India’s democratic rights organisations formed an 11- member fact finding team to investigate the factors that resulted in the Lakhimpur Kheri Massacre. The team visited the area from October 28 to 30, 2021. After talking to local people, families of the farmers who died during the incident, their lawyers and eyewitnesses, including those whose statements were recorded by the police, the Association For Democratic Rights and others outlined the background, timeline and what followed after the massacre.
The team concluded that the October 3 incident must be investigated while considering the events in the preceding month, the context of land relations and concerted attempts to communally divide citizens.
Terai region has a long history of peasant struggles with rights over land being the central issue. The report asserts how land reforms are meant to empower the tenants instead of giving more power to the big landlords. WhenDalits, Adivasis and others were dispossessed of their lands, it was used by the ruling party representatives to create a communal wedge between the landless and landowning communities. Sikh farmers, living in the area since the 1940s were also antagonised, especially once they joined the nationwide farmers protest.
Both Union Minister of State for Home Affairs Ajay Mishra and his son Ashish incited hate against these farmers by stating that “Khalistanis were operating in the name of farmers” and that the movement was “infiltrated by Babbar Khalsa separatists.”
Similarly, the report began the incident’s timeline from the Kisan Mahapanchayat organised by the Samyukta Kisan Morcha (SKM) on September 20 and the Krantikari Kisan Union (KKU) and Bhartiya Kisan Union (BKU) protest on September 25 when people showed Mishra black flags in Palia.
In response Mishra mocked the protesters and at a Bharatiya Janata Party (BJP) gathering said, “I just want to say one thing to such people: behave yourself or else we will discipline you in 2 minutes. I am not just a Minister. Those who know me would also know that I do not run away from challenges. You will have to leave Lakhimpur.”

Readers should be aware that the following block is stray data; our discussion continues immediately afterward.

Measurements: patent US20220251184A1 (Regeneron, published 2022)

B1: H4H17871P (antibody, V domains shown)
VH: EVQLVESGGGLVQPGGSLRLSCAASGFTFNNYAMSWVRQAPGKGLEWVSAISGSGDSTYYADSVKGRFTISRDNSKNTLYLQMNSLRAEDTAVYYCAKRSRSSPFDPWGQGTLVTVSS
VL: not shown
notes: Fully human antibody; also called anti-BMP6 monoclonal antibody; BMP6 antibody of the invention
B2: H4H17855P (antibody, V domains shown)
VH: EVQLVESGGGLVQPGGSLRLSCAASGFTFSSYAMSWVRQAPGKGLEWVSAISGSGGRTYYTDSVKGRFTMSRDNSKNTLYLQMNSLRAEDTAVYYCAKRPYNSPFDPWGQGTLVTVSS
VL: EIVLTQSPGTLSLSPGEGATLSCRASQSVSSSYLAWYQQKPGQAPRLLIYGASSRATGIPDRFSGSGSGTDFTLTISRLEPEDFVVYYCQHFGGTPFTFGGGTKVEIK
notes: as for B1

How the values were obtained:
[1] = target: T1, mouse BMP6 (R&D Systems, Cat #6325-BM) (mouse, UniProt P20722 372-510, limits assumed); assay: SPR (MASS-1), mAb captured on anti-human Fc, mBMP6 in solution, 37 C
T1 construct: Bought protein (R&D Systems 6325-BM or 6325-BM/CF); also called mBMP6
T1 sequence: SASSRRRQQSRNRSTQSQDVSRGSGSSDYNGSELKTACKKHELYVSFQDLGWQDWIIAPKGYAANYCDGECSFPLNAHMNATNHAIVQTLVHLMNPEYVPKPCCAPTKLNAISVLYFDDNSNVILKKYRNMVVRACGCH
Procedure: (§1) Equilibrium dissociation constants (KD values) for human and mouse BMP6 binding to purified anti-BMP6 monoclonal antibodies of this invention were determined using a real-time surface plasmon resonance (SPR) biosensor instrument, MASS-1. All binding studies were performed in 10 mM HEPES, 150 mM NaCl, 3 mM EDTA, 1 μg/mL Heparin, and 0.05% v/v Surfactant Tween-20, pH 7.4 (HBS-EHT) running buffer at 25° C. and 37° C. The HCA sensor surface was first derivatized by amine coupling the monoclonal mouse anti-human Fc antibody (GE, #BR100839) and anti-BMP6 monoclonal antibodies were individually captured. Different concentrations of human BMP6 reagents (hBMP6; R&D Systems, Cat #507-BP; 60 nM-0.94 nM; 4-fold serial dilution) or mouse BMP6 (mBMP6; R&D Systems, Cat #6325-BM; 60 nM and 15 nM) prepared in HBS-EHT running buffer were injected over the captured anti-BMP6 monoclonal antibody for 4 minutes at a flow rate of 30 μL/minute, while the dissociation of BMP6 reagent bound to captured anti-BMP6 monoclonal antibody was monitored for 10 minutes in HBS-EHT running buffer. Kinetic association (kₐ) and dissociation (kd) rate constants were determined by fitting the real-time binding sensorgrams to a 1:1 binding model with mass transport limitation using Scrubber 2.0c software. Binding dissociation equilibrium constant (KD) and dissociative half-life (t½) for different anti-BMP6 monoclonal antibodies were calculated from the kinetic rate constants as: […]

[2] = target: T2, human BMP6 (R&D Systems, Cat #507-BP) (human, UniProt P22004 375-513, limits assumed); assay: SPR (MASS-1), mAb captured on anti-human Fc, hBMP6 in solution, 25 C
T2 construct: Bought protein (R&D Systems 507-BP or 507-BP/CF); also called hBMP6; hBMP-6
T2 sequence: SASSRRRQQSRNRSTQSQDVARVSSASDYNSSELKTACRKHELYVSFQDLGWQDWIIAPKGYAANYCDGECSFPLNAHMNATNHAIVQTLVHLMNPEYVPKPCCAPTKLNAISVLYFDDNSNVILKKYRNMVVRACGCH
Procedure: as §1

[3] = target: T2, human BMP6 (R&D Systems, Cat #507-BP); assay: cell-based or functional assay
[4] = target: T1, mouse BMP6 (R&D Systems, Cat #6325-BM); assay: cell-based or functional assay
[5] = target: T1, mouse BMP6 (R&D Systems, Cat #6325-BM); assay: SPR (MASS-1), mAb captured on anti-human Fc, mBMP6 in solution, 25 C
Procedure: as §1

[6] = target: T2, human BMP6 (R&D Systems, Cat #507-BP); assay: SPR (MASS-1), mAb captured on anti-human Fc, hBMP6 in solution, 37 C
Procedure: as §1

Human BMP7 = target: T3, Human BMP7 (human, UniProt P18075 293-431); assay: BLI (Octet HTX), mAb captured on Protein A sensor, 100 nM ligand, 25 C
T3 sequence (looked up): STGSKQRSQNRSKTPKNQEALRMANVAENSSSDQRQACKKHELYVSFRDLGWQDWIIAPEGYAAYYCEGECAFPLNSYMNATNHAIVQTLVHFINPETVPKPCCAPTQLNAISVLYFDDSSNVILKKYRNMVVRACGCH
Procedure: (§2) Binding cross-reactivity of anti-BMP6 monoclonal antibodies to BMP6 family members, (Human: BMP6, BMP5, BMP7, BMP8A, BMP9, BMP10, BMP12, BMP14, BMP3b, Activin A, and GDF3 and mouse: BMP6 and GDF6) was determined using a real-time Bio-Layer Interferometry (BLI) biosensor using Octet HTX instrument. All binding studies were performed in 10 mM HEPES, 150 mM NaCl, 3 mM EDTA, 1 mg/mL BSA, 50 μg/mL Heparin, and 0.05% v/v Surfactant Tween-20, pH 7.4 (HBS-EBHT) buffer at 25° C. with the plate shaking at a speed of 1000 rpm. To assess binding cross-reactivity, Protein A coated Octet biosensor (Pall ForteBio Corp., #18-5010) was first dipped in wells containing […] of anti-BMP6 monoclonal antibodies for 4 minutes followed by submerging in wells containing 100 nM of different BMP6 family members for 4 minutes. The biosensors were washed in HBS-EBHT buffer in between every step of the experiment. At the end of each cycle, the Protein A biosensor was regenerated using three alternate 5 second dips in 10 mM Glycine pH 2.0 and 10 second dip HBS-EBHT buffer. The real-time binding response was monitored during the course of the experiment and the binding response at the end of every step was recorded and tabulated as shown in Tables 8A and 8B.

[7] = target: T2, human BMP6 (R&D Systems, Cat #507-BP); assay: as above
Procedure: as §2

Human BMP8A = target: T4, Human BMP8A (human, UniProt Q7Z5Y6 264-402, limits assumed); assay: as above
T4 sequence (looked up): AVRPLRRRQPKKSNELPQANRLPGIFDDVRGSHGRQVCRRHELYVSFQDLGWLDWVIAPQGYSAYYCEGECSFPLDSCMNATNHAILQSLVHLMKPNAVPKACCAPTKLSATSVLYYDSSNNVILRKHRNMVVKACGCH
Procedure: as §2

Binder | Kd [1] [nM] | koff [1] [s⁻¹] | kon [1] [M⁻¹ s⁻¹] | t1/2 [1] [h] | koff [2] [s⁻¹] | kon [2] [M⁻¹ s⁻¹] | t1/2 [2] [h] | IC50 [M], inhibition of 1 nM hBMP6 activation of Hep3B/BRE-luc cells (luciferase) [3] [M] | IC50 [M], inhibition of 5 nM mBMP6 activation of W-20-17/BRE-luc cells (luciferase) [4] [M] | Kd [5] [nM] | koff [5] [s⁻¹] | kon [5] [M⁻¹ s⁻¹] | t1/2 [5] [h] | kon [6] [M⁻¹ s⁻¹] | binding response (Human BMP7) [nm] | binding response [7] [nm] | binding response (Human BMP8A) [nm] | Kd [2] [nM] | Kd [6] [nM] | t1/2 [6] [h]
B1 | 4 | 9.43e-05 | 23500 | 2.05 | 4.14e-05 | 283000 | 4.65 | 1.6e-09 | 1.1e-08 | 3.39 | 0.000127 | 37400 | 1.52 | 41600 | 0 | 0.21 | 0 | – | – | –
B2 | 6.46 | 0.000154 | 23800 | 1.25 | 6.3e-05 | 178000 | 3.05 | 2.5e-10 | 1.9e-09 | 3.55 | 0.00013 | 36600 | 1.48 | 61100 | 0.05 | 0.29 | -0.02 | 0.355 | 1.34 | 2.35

This speech sparked the October 3 protest at Tikunia village where Ashish Mishra allegedly ran over four farmers and local journalist Raman Kashyap with SUV vehicles. Recent SIT reports stated that the incident was not an accident or sudden occurrence but a pre-planned action against farmers.
Further, the fact-finding report also condemned the role of the police as reprehensible.
“The police sided with the offenders, facilitated their entry and escape from the scene of the crime, and the police is found to be peddling lies… and misinformation that is perpetrated by the State prior to the peaceful black flag protest, during the protest and after the brutal incident,” said the report.
The report also questioned the use of Section 144 in stopping the movement of people, farm leaders, press and political party representatives from reaching out to families.
“This practice must be challenged and the arbitrary restrictions on assembly and movement must stop,” it said.